Cult Cinema have returned with a new focus and the first part in a high concept series of EPs that focus on the loneliness of outer space. Cosmic Horror I is the band’s first EP in over five years and also marks the debut of a brand new line-up that brings some interesting changes to the band’s sound.
While the band’s debut EP Iscariot certainly had some very interesting things going on, it was a little more straightforward in its song structures. That record was heavily entrenched in a darker and more brooding hardcore sound and while that certainly returns on Cosmic Horror I, there’s just a more consistent approach to delivering those ideas in a more effective and cohesive way.
Opener Glass Coffin lurches in with a moody yet glittery shower of guitar that hides the onslaught that’s about to ensue. By far the most hardcore-sounding track on the EP, Glass Coffin is a fast-paced assault that lends its sound more heavily to post hardcore and screamo. This means we get a more varied and textured showing from Cult Cinema that sees them experimenting with progressive song structures, guitar leads and blast beats to great effect. It’s very much akin to the sort of noise bands like Svalbard and Terrible Love are making and it’s a great and natural direction for Cult Cinema to follow.
Closing track Distress Signal takes Cult Cinema’s new found love of varied texture and applies it to a slower and more drawn-out song that brings in a lot of atmosphere to the band’s sound. Distress Signal does an amazing job of sounding like a harrowing and forlorn tale of abandonment complete with an absolutely terrifying and stricken vocal performance.
The only real problem with Cosmic Horror I is that it’s all over far too quickly. Both tracks are such a sumptuous and enticing appetiser that it feels too abrupt when it comes to a close after only two songs. It’s certainly got me excited to hear more from the new and reformed Cult Cinema, but in hindsight it might have been nice if the band just held on a little bit longer and put something together that had a little more to offer.
Regardless, this is a minor quibble with an otherwise fantastic return from one of the UK underground’s best acts. Cosmic Horror I is a bold step forward for Cult Cinema that showcases a sound with an increased scope that has me begging for more. I’m lucky that the band is heading into the studio to record the follow-up next month then, eh?
Cult Cinema’s Cosmic Horror I is out now and available to buy direct from the band’s Bandcamp page.
I think people are going to be very quick to establish Terrible Love as a “super-group” as the band is made up of members of Goodtime Boys, Bastions, Funeral for a Friend, Crocus and Grappler. That’s some incredible pedigree and basically a who’s-who of some of our favourite bands, but sadly they’ve all split up or gone on hiatus making Terrible Love a very natural progression that echoes the way a lot of bands start life. No established band is ever anyone’s first band and the experience that each member brings to the table makes Terrible Love’s debut EP Change Nothing an incredibly accomplished first drop.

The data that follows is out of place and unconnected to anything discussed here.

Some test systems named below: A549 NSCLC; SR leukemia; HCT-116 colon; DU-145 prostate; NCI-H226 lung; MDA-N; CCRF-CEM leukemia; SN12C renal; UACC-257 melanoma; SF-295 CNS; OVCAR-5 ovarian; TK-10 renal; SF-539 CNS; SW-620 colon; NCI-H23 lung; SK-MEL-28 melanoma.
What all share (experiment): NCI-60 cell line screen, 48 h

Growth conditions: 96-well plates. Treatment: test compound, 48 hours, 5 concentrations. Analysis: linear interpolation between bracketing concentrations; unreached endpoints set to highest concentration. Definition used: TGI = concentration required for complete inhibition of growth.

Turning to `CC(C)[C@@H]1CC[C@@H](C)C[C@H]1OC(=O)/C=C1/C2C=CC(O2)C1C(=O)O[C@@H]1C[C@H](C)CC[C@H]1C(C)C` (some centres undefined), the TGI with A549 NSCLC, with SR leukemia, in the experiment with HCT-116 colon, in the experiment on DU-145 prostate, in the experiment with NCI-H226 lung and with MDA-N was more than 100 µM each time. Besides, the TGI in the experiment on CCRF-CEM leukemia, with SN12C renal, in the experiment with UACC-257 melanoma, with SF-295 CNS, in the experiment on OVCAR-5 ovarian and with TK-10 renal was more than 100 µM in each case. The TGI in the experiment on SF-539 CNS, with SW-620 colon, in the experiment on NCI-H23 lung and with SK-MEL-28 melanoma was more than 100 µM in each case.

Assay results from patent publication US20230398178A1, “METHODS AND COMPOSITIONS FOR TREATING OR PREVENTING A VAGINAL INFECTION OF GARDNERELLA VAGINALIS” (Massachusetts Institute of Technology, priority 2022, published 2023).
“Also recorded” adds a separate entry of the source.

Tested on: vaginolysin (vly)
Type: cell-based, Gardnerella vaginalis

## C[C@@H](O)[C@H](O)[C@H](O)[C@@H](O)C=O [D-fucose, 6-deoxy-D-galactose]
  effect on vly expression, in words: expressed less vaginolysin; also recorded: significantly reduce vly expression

What’s immediately noticeable is that Terrible Love actually sound like a band made up of its component parts. It’s strange but expectations that come from such well known and recognisable bands immediately put ideas as to what they should sound like in your head, but most projects of this calibre don’t realise themselves in the way you expect. Terrible Love are the exception to the rule. This is heart-on-sleeve, emotive yet aggressive post hardcore that is equal parts memorable, interesting, biting and beautifully constructed.
The title track perfectly encapsulates what the band are about and it’s difficult to not want to instantly bang your head to the wonderfully bouncy, twangy guitar riffs. The vocal delivery is an intriguing spoken word approach that’s yelled in a similar fashion to Goodtime Boys themselves. It’s by no means free-form and definitely matches the beats of the songs but it makes Terrible Love sound vitriolic and heartfelt which is perfect for this type of post hardcore.
Change Nothing is a strikingly well-structured EP that ebbs and flows between fast-paced, punk-rock bangers like Mt. Misery and more delicate, glittery numbers like They Need You. It moves in such a natural and satisfying way that it’s incredibly difficult to find fault with the song-writing, and when it all comes together on songs like Stone in Me then it’s absolutely electrifying.
Terrible Love’s Change Nothing is an incredible debut from a band that comes with a lot of expectation and they absolutely deliver. This is a remarkably accomplished start to a band’s career that I hope lasts for a very long time.
Terrible Love’s Change Nothing is out now and available on 12″ vinyl through Big Scary Monsters.
Post hardcore mob Terrible Love have seen fit to drop another music video from their Change Nothing EP and this time around we’re treated to a stylish tour video of Mt. Misery from the band’s time on the road with Rolo Tomassi. The band features members of Bastions, Funeral for a Friend and Goodtime Boys and if that doesn’t excite you then you should start this video right now:
Mt. Misery comes off Terrible Love’s Change Nothing EP which is available on vinyl from Big Scary Monsters. Tune in on Friday at 12pm BST for more substantial Terrible Love coverage on UK Scumscene.